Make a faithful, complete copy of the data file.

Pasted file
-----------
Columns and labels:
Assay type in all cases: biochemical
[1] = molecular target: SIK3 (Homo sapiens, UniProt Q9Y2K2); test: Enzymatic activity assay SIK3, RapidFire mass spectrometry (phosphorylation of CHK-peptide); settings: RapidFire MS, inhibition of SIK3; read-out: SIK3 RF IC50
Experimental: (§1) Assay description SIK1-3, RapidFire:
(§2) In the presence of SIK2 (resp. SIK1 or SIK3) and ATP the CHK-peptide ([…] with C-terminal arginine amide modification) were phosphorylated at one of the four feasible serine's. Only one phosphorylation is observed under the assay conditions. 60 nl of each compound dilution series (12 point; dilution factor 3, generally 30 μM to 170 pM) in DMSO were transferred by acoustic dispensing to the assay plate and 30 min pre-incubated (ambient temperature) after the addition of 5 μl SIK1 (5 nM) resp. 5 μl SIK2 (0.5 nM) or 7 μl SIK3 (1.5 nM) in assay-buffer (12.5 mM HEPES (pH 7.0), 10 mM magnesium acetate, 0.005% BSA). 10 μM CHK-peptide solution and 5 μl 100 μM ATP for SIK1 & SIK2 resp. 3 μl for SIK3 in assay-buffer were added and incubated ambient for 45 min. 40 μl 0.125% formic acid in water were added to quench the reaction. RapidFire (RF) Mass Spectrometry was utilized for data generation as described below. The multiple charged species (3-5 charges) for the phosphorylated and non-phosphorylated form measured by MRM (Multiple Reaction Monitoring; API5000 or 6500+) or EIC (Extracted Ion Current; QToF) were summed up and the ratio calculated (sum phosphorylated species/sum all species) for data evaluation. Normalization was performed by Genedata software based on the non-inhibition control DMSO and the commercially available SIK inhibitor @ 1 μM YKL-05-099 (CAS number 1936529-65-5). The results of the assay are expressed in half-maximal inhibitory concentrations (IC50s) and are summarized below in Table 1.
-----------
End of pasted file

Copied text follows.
Columns and labels:
Assay type in all cases: biochemical
[1] = molecular target: SIK3 (Homo sapiens, UniProt Q9Y2K2); test: Enzymatic activity assay SIK3, RapidFire mass spectrometry (phosphorylation of CHK-peptide); settings: RapidFire MS, inhibition of SIK3; read-out: SIK3 RF IC50
Experimental: (§1) Assay description SIK1-3, RapidFire:
(§2) In the presence of SIK2 (resp. SIK1 or SIK3) and ATP the CHK-peptide ([…] with C-terminal arginine amide modification) were phosphorylated at one of the four feasible serine's. Only one phosphorylation is observed under the assay conditions. 60 nl of each compound dilution series (12 point; dilution factor 3, generally 30 μM to 170 pM) in DMSO were transferred by acoustic dispensing to the assay plate and 30 min pre-incubated (ambient temperature) after the addition of 5 μl SIK1 (5 nM) resp. 5 μl SIK2 (0.5 nM) or 7 μl SIK3 (1.5 nM) in assay-buffer (12.5 mM HEPES (pH 7.0), 10 mM magnesium acetate, 0.005% BSA). 10 μM CHK-peptide solution and 5 μl 100 μM ATP for SIK1 & SIK2 resp. 3 μl for SIK3 in assay-buffer were added and incubated ambient for 45 min. 40 μl 0.125% formic acid in water were added to quench the reaction. RapidFire (RF) Mass Spectrometry was utilized for data generation as described below. The multiple charged species (3-5 charges) for the phosphorylated and non-phosphorylated form measured by MRM (Multiple Reaction Monitoring; API5000 or 6500+) or EIC (Extracted Ion Current; QToF) were summed up and the ratio calculated (sum phosphorylated species/sum all species) for data evaluation. Normalization was performed by Genedata software based on the non-inhibition control DMSO and the commercially available SIK inhibitor @ 1 μM YKL-05-099 (CAS number 1936529-65-5). The results of the assay are expressed in half-maximal inhibitory concentrations (IC50s) and are summarized below in Table 1.